The Times West Virginian

January 9, 2013

Saban earns title of nation’s most successful coach in college football


Times West Virginian

— It was sometime back in the 1967 football season, likely at a game at East-West Stadium here in Fairmont where Monongah High School played most of its football games, when Nick Saban’s coach Earl Keener said that “having Nicky out there is just like having a coach on the field.”

No one thought a whole lot about that at the time. But as the years began to pile up, and Nick “Brother” Saban evolved into a highly successful football leader, people would turn back to Keener’s statement as a prophecy which had come true.

Without a doubt, based on his record and all the things he has accomplished, Nick Saban is the most successful college football coach in the country. It’s a title he has richly earned.

Nick Saban, from Idamay, W.Va. — the No. 1 college football coach in the country! And he has certainly worked his way up to that title.

For a review, Saban received a football scholarship to Kent State, and he joined the staff after graduation because of the determination he had shown as a graduate assistant.

Six assistant coaching jobs followed his stint at Kent State, including a stopover at West Virginia University, where he was on the staff of Frank Cignetti.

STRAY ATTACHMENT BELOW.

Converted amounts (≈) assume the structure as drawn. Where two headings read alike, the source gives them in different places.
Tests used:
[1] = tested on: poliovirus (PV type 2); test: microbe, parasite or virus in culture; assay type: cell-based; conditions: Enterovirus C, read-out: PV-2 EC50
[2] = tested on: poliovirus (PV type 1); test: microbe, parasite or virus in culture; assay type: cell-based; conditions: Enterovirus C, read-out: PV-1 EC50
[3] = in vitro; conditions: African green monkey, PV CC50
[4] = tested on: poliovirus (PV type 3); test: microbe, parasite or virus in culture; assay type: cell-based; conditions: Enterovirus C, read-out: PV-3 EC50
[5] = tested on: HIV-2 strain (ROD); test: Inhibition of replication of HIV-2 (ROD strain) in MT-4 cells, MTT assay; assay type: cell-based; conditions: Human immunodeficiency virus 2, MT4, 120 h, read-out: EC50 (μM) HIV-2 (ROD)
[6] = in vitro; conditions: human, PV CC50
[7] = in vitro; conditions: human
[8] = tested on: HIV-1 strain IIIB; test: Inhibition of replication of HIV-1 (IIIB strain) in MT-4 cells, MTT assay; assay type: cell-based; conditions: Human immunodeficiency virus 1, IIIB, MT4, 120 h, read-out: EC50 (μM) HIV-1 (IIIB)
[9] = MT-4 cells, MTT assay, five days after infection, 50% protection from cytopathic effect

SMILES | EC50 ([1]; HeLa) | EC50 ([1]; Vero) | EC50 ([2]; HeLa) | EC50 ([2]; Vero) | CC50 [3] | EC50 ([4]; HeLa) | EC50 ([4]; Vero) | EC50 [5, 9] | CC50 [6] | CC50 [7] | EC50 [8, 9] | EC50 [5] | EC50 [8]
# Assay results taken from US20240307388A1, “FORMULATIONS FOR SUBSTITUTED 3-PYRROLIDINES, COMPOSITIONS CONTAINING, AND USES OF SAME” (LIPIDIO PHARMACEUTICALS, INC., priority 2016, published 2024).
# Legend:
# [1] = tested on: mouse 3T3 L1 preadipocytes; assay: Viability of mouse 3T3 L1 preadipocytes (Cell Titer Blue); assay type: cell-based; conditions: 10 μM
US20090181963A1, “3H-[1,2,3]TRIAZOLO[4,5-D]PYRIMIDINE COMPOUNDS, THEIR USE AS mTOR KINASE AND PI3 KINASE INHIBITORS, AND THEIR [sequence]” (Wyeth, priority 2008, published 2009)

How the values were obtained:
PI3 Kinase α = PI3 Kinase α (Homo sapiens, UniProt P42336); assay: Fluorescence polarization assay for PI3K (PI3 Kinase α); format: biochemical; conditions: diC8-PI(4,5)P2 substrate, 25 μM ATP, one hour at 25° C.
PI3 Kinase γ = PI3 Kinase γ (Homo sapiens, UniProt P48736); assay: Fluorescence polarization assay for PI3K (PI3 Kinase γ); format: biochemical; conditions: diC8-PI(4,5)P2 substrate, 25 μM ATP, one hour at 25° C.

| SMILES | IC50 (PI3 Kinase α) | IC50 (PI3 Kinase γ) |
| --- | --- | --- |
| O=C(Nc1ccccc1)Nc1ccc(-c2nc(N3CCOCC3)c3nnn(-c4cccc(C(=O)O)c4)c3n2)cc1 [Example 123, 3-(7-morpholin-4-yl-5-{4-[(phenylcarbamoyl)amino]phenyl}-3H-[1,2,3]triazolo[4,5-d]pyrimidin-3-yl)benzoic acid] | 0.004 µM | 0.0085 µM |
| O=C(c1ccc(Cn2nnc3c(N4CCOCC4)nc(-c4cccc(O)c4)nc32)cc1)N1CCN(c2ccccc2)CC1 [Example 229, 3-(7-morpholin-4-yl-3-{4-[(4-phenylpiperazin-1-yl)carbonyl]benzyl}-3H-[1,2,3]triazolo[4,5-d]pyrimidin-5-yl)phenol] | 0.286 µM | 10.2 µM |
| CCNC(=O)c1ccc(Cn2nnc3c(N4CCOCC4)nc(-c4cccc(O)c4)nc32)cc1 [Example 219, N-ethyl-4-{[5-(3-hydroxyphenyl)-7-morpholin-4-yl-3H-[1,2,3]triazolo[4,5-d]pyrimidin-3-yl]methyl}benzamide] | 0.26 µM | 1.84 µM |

He was also an assistant coach with the Houston Oilers before accepting his first head coaching job at the University of Toledo. Then he returned to the NFL with the Cleveland Browns before becoming the head coach at Michigan State and then LSU.

From there he joined the Miami Dolphins as the head man, but his record there was a sub-par 15-17. At that time he said, among much speculation, that he would not be leaving the Dolphins for the Alabama job — where the late Bear Bryant had won five national titles, the last one in 1979.

But Saban did leave the Dolphins a couple weeks later for the Alabama job and is already looking ahead to another national title to go with the three he has at the school — four overall, including one at LSU.

The Crimson Tide have rushed for at least 150 yards in a game on 50 different occasions since the start of the 2008 season. And they’ve won every one of those contests, after rushing for 265 yards on the way to a 42-14 win over Notre Dame on Monday nigh in the national championship contest. It appears that if a team can’t stop Alabama’s rushing game, it has no chance.

Saban has proven to be tough to beat in big games. He’s now 8-1 in championship games — 4-1 in Southeastern Conference title matches during his stints at Alabama and LSU, and 4-0 in games that decided the Bowl Championship Series national title.

“I think it’s pretty special what we’ve accomplished, what the players accomplished, what the coaches accomplished. I think it’s really special,” Saban said.

“And one of these days, when I’m sitting on the side of a hill watching the stream go by, I’ll probably figure it out even more,” he told a writer for The Associated Press.

Marion Countians have every reason to be very proud of Nick Saban.